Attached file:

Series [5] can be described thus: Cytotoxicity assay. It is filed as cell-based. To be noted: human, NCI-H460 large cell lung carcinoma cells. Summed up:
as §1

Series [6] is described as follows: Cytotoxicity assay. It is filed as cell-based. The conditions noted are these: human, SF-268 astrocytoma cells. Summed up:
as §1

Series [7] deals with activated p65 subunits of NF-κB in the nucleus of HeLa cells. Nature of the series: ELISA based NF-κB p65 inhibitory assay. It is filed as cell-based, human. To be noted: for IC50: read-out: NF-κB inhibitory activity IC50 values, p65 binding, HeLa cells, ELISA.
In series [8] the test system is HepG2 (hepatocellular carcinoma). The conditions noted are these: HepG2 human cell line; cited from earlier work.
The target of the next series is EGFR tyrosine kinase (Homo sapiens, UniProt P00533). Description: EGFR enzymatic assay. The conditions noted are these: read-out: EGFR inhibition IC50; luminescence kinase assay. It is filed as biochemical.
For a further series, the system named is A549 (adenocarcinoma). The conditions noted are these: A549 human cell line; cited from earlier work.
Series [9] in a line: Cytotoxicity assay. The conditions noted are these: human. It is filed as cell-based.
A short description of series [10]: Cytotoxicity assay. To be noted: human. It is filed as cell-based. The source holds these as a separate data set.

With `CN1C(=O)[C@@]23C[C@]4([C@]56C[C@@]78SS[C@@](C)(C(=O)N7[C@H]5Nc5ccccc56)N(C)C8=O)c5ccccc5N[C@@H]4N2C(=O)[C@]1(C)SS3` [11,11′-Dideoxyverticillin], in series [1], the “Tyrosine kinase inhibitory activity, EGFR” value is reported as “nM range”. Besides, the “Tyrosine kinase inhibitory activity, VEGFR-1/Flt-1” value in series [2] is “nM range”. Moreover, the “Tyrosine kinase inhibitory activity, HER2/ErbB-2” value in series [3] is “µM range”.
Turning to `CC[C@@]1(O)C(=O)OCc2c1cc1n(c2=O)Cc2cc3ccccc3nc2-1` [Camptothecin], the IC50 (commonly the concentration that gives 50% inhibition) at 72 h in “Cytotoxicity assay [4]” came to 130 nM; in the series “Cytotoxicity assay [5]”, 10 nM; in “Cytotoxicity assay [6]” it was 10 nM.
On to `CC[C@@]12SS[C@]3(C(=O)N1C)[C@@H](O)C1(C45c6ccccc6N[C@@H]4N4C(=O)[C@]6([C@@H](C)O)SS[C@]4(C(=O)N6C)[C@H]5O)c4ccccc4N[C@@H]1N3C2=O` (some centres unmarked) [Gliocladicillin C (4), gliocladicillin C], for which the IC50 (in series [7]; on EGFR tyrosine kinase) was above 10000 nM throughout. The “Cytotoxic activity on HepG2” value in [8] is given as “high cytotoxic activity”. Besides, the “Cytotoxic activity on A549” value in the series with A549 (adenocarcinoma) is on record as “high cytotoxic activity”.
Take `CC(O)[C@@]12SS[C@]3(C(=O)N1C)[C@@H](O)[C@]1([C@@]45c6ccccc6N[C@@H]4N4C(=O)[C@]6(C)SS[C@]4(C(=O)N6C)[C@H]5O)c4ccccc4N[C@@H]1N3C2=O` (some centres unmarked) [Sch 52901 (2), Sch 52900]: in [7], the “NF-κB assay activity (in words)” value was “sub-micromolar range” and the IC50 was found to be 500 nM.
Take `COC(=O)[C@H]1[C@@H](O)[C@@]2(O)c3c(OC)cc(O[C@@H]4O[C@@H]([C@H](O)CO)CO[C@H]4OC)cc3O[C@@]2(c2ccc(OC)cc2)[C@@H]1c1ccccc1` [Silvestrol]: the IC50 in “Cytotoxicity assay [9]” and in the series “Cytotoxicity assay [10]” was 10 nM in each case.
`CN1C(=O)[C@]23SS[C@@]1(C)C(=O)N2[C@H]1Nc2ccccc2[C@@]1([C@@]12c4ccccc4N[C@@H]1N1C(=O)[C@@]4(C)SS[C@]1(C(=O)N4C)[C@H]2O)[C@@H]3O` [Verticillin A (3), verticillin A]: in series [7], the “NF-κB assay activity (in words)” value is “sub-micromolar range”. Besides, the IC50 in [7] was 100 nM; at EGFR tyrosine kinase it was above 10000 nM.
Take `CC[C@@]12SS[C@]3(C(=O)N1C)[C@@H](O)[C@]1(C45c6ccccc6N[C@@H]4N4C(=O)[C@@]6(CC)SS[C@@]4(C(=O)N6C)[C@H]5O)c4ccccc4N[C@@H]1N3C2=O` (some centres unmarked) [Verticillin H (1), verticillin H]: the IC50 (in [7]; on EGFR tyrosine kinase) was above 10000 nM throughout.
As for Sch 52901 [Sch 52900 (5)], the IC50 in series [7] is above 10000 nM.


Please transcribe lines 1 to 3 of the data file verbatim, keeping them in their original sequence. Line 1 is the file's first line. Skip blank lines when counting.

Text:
Series [5] can be described thus: Cytotoxicity assay. It is filed as cell-based. To be noted: human, NCI-H460 large cell lung carcinoma cells. Summed up:
as §1

Series [6] is described as follows: Cytotoxicity assay. It is filed as cell-based. The conditions noted are these: human, SF-268 astrocytoma cells. Summed up: